By David Lindsay
Speaking to this newspaper recently Tourism Minister Dr Francis Zammit Dimech made it clear that Malta would await the clout that will come part and parcel to EU membership to resolve the problematic EU tax protocol on the cruise liner industry.
The issue had hit the headlines in mid-January when the Malta Federation of Associations of Travel and Tourism Agents reported the cancellation of 142 regular cruise calls to the Maltese Islands for this year alone, representing some 180,000 passenger/tourists.
The cancellations are the result of a European Union tax protocol, which allows cruise liners to operate their duty-free concessions only if their itinerary includes a port of call outside the EU.
Considering the fact that just over 375,000 cruise liner passengers visited Malta over the first 11 months of 2003, the cancellations would strike a grave blow to the sub-sector, possibly reducing its numbers by as much as half.
Commenting on how government intends to find its way around the stumbling block, Dr Zammit Dimech explained, “We have been presented with an excellent report carried out by consultants of the VISET Consortium on the issue and they are suggesting a two-pronged approach.
“The first segment of that approach would be to examine if any amendments to our own VAT legislation could be carried out that would exempt from VAT products for consumption on board. This would partly alleviate the problem. However, we obviously need to see whether that could be done and not least whether that has been some by some other countries.
“The other side of the approach would be for Malta now to raise that kind of issue once it is part of the decision making process of the EU.
“We do not think it is in the interest of an enlarged EU to have a rule that rigid, which basically implies that all cruise liners operating within EU countries must go through a non-European port of call as opposed to European ports of call.
“An EU with 25 countries as opposed to one of 15 might find that the issue is even more relevant than it was before, not least because you have two new Mediterranean countries joining the EU – Malta and Cyprus.
“We will make our input and of course we also know the EU is ultimately a union where different inputs are made across the same table, there’s equal decision making powers and soon Malta will make a case for itself there as well.”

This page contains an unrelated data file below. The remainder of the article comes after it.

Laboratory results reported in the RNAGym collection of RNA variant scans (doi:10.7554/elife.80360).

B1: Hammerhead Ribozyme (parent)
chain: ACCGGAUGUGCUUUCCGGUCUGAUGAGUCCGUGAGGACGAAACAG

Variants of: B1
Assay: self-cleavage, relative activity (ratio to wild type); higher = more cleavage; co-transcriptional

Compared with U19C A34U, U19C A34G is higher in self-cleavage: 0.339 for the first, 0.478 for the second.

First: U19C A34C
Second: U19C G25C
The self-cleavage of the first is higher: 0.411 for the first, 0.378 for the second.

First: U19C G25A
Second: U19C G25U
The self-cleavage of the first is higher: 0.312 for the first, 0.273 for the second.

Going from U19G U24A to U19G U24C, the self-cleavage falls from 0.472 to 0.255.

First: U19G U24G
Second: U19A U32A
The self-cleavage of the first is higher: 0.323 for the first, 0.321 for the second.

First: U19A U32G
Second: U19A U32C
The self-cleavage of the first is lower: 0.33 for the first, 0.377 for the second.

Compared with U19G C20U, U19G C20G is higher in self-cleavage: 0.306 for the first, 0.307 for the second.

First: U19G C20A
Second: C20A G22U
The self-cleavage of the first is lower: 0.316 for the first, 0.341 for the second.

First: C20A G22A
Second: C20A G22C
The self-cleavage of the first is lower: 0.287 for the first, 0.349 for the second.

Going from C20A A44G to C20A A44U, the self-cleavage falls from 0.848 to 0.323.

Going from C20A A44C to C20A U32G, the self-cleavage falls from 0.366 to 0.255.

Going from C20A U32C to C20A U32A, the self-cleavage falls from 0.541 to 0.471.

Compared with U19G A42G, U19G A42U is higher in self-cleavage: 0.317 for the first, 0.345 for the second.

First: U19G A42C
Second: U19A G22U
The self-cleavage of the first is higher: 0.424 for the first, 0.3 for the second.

The previous advantage Malta held as a non-EU member was large and was a key aspect in cruise operators’ choice to make Malta a port of call and was enough to offset Malta’s competitive drawbacks in the sphere such as the high port charges and passenger taxes.
Even worse, FATTA says it appears there would be further cancellations in the pipeline for this year.
The state of affairs has prompted cruise operators to drop Malta for other, higher profile ports in the EU that, while offering less appealing tourist attractions, nevertheless offer lower port charges and passenger taxes.
Malta Cruise Network launched
Just recently launched, the Malta Cruise Network is committed to gathering the local industry in a unified forum with collective interests to develop, deliver, market and promote Malta’s attractiveness for Cruise Tourism.
The network was founded by the major service providers in the industry: the Malta Tourism Authority, VISET plc (Cruise Terminal Operator) and Malta International Airport plc. It is partnered with over 25 local stakeholders, other large service providers and government departments. Partners include the Malta Shipyards, the Ship Agents Association, the Maritime Authority, the Association of Tour Guides and the Malta Hotels and Restaurants Association, all working together to open Malta as a gateway for cruising the Mediterranean.
The first step undertaken by the network is to send a delegation to attend ‘Seatrade’ (the largest cruise and ferry convention in the world) in Miami from 15 to 18 March. The network has taken a 600 square foot stand from where it will promote cruising to and from Malta.
As the heart of the Mediterranean, Malta has 7,000 years of history that has been cultivated around the sea. From the Phoenicians, the Romans, the Knights of St John, the French, to the British – all have brought their ships into Malta’s harbours. The shipping industry is centuries old, with the business of ship supplies to ship repairs being passed on from generation to generation.
In 2003, the island welcomed over 400 cruise ships and 380,000 cruise passengers, as well as 1.2 million traditional tourists. Its location is ideal for taking a cruise to experience everything the Mediterranean has to offer. Being one of the most southern points in Europe, one can enjoy everything the island has to offer all year round.
The Malta Cruise Network has the task of providing effective communication and synergy amongst stakeholders, ensuring a transparent framework for local business to flourish, and ultimately providing the ideal experience for the cruise passenger. The network also has a website: www.maltacruisenetwork.com.